Department of
Biological Chemistry & Molecular Pharmacology

Chromatin and other DNA: protein interactions

Alan D. D'Andrea

Professor
Telephone: 
617- 632-2112
Fax: 
617- 632-5757
Address: 
Room 640, Mayer Building, DFCI
Address: 
44 Binney Street
Address: 
Boston , MA 02115

Our laboratory examines the molecular signaling pathways which regulate the DNA damage response in mammalian cells. Disruption of these pathways, by germline or somatic mutation, leads to genomic instability, cellular sensitivity to ionizing radiation, and defective cell cycle checkpoints and DNA repair. These pathways are often disrupted in cancer cells, accounting for the chromosome instability and increased mutation frequency in human tumors.

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Joseph Loparo

Associate Professor
Telephone: 
617-432-5586
Fax: 
617-738-0516
Address: 
Room SGM-204A
Address: 
240 Longwood Ave.
Address: 
Boston, MA 02115

Single-Molecule Studies of DNA Damage Tolerance and Repair

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Charles C. Richardson

Professor
Telephone: 
617-432-1864
Fax: 
617-432-3362
Address: 
Room C2-219
Address: 
240 Longwood Avenue
Address: 
Boston MA 02115

Fig. 1A major goal is to define, in molecular terms, the mechanism by which a chromosome is replicated. The replication of the chromosome of bacteriophage T7 has been used as a model system.  T7 has evolved an efficient and economical system for DNA replication.  The cartoon depicts the T7 replisome and illustrates the major molecular motors and contacts. On the leading strand, T7 DNA polymerase (gp5) undergoes multiple conformational changes as it moves from one template position to another and senses the correct fit of an incoming deoxyribonucleoside triphosphate.  E.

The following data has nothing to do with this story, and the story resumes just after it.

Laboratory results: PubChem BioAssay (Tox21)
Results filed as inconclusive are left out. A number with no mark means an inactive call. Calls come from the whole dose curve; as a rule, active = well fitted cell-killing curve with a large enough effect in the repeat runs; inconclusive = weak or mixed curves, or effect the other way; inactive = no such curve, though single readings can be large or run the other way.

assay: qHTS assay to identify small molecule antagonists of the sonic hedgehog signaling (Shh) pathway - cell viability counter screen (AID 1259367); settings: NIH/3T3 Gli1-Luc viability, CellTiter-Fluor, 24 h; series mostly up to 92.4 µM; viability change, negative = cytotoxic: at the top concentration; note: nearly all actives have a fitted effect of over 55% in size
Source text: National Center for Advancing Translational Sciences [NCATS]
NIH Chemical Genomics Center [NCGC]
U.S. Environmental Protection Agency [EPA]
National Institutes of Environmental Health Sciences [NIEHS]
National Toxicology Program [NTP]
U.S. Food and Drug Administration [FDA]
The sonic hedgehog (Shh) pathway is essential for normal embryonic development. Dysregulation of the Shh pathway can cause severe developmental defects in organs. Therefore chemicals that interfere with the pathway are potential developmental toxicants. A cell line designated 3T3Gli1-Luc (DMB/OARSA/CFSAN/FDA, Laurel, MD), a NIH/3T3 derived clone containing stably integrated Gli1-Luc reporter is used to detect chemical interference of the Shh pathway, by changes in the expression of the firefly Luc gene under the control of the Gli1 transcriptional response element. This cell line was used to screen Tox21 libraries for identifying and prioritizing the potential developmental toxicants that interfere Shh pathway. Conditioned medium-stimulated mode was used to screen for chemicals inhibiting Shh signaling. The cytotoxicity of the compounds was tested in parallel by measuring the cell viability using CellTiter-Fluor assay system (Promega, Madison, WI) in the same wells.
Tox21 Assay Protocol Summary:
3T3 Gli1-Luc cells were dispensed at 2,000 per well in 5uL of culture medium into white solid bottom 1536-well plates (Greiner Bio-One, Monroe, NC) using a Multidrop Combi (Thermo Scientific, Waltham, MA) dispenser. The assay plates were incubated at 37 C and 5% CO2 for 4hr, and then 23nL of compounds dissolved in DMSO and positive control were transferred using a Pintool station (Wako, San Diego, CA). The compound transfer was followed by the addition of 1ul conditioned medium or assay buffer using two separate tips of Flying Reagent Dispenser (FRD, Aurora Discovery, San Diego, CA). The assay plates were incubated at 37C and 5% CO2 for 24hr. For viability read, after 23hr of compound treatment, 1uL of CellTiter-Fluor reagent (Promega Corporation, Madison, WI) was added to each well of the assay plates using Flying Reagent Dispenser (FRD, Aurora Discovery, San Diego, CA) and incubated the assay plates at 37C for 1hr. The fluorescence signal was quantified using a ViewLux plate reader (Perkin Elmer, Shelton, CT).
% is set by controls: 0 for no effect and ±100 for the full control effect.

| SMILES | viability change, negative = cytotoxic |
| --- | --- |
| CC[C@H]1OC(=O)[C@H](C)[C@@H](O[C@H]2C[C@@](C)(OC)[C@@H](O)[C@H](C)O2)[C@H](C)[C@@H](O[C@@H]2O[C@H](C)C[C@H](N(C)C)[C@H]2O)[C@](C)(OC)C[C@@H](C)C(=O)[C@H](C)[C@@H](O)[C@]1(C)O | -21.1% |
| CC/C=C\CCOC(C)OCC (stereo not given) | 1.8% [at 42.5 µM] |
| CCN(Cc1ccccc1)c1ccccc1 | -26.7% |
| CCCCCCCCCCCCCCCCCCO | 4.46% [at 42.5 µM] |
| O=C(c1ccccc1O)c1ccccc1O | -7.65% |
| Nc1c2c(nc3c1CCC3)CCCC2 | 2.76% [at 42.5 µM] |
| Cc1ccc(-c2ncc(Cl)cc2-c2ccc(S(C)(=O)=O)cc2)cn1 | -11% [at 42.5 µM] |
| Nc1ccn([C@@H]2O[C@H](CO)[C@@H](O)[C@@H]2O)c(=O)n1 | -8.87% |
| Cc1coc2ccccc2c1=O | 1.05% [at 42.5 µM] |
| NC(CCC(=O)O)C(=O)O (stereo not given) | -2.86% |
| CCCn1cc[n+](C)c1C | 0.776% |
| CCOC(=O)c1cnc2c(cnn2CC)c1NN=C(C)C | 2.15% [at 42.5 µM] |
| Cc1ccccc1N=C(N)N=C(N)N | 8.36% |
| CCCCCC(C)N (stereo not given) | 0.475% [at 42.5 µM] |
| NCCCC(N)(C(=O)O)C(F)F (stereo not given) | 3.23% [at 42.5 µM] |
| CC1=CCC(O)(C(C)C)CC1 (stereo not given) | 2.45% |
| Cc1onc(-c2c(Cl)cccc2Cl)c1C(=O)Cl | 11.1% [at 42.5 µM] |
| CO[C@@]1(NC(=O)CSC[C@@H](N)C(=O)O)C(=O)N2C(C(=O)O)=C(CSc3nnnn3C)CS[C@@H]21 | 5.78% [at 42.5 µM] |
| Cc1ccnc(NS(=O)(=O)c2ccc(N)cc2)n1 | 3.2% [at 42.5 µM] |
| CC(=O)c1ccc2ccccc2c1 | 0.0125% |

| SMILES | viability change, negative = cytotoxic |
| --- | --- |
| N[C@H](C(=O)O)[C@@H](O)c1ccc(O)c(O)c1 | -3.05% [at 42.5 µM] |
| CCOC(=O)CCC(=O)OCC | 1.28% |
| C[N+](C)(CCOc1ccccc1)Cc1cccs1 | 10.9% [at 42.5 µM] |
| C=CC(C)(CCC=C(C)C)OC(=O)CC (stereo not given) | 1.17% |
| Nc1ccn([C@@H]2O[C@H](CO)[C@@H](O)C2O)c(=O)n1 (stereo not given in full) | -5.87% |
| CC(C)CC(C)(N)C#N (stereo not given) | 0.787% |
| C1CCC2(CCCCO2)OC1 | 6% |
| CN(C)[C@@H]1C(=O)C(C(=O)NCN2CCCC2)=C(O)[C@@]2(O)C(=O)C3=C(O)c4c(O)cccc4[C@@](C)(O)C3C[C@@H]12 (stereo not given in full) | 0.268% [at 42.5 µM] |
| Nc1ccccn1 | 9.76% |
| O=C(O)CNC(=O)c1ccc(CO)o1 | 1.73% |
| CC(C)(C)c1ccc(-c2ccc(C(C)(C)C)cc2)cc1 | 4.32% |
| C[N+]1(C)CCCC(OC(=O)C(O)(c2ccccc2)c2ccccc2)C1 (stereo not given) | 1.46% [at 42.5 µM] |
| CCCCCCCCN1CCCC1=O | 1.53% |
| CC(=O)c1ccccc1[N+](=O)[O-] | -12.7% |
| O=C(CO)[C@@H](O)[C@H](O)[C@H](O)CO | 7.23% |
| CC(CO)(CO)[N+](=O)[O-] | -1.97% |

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Kevin Struhl

Professor
Telephone: 
617-432- 2104
Fax: 
617-432- 2529
Address: 
Room C1-315
Address: 
240 Longwood Ave.
Address: 
Boston, MA 02215

The molecular mechanisms of transcriptional regulation are highly conserved among eukaryotes. Transcriptional regulation in response to environmental and developmental cues is mediated by the combinatorial and synergistic action of specific DNA-binding activators and repressors on components of the general transcription machinery and chromatin modifying activities. Much of the work in this laboratory combines genetic, molecular, and genomic approaches available in yeast to address fundamental questions about transcriptional regulatory mechanisms in living cells. In addition, we are defining physiological targets of human transcriptional regulatory proteins and chromatin modifications on a whole-genome basis using a novel microarray approach.

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Johannes Walter

Professor
Telephone: 
617-432-4799
Fax: 
617-738-0516
Address: 
Room C1-226A
Address: 
240 Longwood Ave.
Address: 
Boston, MA 02115

The chromosome replication cycle
My lab uses a model cell-free system derived from Xenopus eggs to study how genetic information is faithfully transmitted from one cell generation to the next. We are interested in the following questions:

1. How is DNA replication coordinated with the cell cycle?

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Timur Yusufzai

Assistant Professor
Telephone: 
617-582-9214
Fax: 
617-582-8213
Address: 
Dana Farber Cancer Institute
Address: 
Jimmy Fund Building, Room 520
Address: 
450 Brookline Ave.
Address: 
Boston, MA 02215

My lab uses a combination of biochemical and cell-based approaches to study factors involved in chromatin and DNA dynamics, with an emphasis on human disease models.  We are particularly interested in ATP-driven motor proteins such as chromatin remodeling enzymes, helicases, and the recently discovered annealing helicases.

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